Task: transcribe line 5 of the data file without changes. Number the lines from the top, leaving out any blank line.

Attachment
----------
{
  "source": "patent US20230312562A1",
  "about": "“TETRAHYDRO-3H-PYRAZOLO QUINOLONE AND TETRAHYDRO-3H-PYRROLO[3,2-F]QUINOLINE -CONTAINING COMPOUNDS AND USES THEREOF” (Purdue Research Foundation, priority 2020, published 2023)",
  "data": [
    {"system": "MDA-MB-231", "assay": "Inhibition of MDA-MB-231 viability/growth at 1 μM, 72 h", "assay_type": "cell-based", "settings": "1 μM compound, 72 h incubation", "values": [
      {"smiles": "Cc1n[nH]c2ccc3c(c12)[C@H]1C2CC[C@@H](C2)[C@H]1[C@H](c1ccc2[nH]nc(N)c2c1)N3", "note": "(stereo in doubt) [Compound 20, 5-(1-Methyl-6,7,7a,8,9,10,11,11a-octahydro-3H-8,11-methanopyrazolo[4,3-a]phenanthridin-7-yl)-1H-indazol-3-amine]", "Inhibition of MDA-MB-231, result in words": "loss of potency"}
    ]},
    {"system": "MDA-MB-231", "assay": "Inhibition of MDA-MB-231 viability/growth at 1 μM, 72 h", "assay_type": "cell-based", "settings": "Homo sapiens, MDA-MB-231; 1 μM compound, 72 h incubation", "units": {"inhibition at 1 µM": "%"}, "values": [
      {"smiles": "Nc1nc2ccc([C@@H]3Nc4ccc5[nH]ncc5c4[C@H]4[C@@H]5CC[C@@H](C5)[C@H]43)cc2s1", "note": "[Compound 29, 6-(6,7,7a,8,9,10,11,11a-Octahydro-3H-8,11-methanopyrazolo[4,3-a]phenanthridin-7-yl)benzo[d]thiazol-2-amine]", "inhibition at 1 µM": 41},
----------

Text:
    {"system": "MDA-MB-231", "assay": "Inhibition of MDA-MB-231 viability/growth at 1 μM, 72 h", "assay_type": "cell-based", "settings": "1 μM compound, 72 h incubation", "values": [